WESTCHESTER COUNTY, N.Y. -- NASA's Kepler Mission has discovered the first near-Earth-size planet in an "habitable zone," meaning it is near a sun-like star, NASA announced at a press conference Thursday afternoon.
The newly names Kepler-452b is the smallest planet ever discovered in the habitable zone, which makes it possible for liquid water pool on the surface of the planet in orbit due to its distance from a G2 type star.
"On the 20th anniversary year of the discovery that proved other suns host planets, the Kepler exoplanet explorer has discovered a planet and star which most closely resemble the Earth and our Sun," said John Grunsfeld, associate administrator of NASA’s Science Mission Directorate at the agency’s headquarters in Washington. “This exciting result brings us one step closer to finding an Earth 2.0."
While this new planet is 60 percent larger than ours, it has a similar orbit of 385 days and is only 5 percent farther from its parent star than we are. The parent star, Kepler-452, is 1.5 billion years older than our sun, has the same temperature and is slightly brighter and larger.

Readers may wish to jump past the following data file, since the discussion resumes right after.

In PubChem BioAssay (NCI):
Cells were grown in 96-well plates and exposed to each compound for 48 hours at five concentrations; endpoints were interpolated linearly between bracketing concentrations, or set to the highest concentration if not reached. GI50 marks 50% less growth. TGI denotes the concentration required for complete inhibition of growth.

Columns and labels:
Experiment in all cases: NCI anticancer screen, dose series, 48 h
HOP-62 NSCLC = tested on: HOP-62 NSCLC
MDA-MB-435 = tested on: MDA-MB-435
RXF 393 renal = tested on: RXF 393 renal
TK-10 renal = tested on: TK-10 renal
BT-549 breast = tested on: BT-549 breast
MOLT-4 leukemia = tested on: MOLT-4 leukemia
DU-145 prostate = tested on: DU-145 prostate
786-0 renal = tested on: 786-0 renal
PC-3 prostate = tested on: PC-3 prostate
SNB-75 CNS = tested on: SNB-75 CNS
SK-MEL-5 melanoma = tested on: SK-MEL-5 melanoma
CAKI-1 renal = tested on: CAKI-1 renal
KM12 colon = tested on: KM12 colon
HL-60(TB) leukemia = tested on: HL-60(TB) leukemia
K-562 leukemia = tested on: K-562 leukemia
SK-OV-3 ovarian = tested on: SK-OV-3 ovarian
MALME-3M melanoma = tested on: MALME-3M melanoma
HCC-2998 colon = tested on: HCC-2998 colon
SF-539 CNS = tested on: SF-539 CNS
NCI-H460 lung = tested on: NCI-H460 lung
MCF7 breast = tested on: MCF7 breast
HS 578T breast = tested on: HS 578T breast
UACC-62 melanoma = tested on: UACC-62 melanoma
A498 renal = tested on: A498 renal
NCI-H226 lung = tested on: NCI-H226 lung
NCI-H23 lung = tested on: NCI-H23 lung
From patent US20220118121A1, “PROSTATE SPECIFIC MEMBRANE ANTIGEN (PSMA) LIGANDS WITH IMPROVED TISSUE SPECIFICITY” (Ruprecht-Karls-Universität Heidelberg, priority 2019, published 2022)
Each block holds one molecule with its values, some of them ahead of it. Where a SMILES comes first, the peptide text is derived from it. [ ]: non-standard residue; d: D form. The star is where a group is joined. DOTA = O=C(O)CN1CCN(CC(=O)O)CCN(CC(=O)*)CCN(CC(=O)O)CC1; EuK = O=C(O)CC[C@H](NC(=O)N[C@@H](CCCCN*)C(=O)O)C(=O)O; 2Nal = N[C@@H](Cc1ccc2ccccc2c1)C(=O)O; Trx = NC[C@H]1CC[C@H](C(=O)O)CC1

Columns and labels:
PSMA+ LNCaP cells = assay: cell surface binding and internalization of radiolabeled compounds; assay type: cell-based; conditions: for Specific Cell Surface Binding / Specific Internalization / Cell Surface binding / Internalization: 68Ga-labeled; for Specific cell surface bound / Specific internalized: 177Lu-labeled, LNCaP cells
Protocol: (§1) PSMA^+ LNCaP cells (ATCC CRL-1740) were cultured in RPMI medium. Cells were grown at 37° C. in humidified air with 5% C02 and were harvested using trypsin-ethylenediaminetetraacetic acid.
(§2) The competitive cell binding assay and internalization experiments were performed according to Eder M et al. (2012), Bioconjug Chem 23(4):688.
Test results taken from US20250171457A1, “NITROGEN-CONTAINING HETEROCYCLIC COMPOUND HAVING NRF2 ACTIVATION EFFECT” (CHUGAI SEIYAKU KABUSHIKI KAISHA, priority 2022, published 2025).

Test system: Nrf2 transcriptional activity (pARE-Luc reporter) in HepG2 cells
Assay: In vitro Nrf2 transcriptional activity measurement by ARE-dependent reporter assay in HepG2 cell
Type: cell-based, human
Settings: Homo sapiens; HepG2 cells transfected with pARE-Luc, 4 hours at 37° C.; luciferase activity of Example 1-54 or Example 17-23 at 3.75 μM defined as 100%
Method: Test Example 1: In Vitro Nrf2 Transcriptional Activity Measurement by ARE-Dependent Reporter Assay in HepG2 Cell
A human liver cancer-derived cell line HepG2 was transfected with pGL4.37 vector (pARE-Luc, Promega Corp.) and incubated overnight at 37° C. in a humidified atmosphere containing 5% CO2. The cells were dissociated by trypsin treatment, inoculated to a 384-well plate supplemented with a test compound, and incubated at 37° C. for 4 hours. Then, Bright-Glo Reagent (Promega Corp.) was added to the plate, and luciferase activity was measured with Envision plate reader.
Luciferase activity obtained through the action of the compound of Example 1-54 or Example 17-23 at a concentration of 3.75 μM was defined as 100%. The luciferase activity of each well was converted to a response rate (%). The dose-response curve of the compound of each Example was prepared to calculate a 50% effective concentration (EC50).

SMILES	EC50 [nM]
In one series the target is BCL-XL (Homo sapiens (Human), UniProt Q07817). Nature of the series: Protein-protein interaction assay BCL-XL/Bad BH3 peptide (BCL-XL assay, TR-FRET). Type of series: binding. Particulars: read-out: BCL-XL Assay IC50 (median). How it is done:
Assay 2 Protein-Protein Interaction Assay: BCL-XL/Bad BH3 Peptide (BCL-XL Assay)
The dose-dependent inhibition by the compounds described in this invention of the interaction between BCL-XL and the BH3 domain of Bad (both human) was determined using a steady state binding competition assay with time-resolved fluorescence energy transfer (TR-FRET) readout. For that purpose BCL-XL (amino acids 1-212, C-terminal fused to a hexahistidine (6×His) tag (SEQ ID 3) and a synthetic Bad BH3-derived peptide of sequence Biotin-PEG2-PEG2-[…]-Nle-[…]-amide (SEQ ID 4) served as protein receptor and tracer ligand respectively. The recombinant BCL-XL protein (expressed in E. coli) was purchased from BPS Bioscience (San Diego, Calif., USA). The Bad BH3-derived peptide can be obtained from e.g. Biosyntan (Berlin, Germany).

“We can think of Kepler-452b as an older, bigger cousin to Earth, providing an opportunity to understand and reflect upon Earth’s evolving environment," said Jon Jenkins, Kepler data analysis lead at NASA's Ames Research Center in Moffett Field, California, who led the team that discovered Kepler-452b. "It’s awe-inspiring to consider that this planet has spent 6 billion years in the habitable zone of its star; longer than Earth. That’s substantial opportunity for life to arise, should all the necessary ingredients and conditions for life exist on this planet.”
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